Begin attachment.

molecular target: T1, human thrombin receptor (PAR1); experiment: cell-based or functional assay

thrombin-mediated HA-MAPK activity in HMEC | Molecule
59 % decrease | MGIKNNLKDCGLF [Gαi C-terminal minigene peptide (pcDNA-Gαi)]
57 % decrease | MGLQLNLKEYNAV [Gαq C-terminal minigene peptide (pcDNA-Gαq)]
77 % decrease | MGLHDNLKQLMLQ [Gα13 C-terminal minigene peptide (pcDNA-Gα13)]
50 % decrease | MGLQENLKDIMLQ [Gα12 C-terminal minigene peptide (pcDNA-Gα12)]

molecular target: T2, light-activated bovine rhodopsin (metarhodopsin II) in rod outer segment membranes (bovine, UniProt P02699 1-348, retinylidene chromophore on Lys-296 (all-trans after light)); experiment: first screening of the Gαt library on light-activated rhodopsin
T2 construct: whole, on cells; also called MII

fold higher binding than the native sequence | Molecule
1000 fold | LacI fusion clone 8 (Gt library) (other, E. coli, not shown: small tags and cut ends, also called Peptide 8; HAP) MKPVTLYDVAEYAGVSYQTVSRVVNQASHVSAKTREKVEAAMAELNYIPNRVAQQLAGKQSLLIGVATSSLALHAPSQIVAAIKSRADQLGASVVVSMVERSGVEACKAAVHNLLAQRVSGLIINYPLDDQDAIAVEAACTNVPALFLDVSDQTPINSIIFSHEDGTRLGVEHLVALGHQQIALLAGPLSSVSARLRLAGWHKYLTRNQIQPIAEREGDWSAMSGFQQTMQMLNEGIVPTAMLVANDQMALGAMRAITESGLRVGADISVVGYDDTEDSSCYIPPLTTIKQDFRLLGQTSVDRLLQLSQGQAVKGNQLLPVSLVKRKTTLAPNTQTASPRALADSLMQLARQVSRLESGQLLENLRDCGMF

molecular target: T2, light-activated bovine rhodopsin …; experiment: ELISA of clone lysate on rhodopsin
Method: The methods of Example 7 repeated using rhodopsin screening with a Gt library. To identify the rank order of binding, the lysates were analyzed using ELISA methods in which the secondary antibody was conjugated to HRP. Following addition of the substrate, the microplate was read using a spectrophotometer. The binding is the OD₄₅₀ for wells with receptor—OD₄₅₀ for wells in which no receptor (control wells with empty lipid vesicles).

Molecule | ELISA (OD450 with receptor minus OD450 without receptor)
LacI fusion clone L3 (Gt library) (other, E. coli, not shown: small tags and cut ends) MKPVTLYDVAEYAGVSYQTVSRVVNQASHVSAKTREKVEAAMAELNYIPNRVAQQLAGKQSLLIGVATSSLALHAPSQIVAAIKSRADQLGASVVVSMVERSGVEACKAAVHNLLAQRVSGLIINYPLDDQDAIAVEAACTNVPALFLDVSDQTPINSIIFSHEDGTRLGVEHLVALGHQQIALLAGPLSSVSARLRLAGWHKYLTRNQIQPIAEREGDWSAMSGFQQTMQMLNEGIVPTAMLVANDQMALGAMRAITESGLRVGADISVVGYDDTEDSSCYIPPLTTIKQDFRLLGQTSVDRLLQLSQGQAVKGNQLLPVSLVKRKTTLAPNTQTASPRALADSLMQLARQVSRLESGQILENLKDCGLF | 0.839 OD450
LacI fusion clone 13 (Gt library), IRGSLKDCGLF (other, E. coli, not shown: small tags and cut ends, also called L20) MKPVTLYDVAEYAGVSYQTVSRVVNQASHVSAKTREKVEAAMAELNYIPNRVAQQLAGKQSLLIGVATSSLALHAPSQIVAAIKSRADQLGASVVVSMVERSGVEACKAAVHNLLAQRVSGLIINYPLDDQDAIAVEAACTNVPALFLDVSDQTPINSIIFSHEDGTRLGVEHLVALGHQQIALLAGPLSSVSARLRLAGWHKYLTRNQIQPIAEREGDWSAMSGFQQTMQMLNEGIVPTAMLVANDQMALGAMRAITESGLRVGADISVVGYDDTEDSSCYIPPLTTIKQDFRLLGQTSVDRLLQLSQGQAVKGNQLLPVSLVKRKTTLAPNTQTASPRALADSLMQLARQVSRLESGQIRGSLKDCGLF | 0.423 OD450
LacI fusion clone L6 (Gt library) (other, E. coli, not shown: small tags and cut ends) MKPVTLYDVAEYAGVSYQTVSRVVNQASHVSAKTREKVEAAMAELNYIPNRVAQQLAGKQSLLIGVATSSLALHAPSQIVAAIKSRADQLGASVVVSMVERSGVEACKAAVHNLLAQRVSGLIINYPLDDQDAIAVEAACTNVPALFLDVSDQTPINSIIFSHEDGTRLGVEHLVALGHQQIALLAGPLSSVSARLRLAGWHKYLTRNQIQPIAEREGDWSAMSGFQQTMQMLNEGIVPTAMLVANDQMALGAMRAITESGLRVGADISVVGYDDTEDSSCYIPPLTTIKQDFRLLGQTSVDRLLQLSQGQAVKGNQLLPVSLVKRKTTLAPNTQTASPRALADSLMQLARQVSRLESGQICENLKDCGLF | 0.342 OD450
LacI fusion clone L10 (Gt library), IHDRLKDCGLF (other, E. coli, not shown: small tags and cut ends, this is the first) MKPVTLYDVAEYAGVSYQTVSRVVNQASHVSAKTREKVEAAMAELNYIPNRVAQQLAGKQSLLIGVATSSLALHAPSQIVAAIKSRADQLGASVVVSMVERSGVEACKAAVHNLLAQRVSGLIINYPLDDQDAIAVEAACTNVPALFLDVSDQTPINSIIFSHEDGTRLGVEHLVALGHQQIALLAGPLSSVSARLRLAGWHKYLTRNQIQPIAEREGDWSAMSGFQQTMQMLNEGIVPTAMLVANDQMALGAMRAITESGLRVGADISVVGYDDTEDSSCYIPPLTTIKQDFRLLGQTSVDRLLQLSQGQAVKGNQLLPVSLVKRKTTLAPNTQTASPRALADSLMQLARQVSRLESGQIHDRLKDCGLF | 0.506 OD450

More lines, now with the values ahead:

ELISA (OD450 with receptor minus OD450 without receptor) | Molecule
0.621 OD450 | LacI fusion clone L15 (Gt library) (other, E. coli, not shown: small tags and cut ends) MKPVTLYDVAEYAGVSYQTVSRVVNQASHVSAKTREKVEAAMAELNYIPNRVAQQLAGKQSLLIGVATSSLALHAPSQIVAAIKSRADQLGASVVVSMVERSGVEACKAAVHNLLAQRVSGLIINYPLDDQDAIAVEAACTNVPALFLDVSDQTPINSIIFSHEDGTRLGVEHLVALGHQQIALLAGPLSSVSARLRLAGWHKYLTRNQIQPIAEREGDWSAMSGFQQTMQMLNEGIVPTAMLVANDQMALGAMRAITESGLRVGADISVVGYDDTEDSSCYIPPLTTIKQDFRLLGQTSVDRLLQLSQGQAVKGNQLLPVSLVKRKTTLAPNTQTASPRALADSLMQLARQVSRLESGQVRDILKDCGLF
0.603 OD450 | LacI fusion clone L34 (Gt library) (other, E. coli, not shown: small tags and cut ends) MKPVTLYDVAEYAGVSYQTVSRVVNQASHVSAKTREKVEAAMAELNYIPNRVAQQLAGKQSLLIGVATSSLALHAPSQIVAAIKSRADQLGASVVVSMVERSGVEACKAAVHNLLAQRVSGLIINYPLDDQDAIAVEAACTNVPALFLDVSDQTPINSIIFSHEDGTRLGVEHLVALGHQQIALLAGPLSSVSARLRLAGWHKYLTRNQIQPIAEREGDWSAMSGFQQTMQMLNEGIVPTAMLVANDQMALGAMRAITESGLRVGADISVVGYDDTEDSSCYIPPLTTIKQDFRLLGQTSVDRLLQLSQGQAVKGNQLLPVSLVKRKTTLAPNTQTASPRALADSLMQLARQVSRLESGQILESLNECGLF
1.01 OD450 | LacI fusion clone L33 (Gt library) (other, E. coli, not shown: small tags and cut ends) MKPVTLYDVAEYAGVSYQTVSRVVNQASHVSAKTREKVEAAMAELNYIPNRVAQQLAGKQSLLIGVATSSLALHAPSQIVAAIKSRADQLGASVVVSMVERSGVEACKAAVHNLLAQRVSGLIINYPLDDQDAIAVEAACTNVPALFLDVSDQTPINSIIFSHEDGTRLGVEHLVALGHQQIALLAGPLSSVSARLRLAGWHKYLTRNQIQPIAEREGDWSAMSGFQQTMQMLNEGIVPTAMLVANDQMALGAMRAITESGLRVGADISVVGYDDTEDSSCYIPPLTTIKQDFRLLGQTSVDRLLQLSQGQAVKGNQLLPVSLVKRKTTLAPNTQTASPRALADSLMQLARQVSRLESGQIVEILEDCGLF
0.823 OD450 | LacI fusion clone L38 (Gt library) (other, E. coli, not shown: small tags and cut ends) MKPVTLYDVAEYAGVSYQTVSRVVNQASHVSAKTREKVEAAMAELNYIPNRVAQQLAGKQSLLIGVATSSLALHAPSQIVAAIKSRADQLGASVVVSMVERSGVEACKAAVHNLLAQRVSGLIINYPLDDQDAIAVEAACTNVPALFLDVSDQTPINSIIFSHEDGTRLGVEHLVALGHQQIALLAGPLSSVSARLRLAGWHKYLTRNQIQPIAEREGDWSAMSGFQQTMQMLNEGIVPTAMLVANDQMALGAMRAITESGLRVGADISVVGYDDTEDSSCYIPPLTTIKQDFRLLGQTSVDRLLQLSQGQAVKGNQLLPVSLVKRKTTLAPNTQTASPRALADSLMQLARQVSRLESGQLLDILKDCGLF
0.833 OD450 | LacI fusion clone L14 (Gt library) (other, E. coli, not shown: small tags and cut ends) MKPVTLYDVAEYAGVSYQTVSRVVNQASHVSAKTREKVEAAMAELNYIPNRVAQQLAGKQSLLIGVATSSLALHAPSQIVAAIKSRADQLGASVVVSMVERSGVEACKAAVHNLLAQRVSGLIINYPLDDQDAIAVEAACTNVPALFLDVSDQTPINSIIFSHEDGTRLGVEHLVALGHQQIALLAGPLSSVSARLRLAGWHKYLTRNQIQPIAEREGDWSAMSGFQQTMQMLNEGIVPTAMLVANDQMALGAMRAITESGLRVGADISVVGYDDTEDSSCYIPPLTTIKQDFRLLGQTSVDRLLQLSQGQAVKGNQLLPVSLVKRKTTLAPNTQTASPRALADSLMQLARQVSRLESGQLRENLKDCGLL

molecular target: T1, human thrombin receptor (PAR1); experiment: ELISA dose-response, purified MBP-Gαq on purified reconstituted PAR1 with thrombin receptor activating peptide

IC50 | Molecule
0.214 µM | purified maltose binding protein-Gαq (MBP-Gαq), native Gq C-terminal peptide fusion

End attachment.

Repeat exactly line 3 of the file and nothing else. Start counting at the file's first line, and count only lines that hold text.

59 % decrease | MGIKNNLKDCGLF [Gαi C-terminal minigene peptide (pcDNA-Gαi)]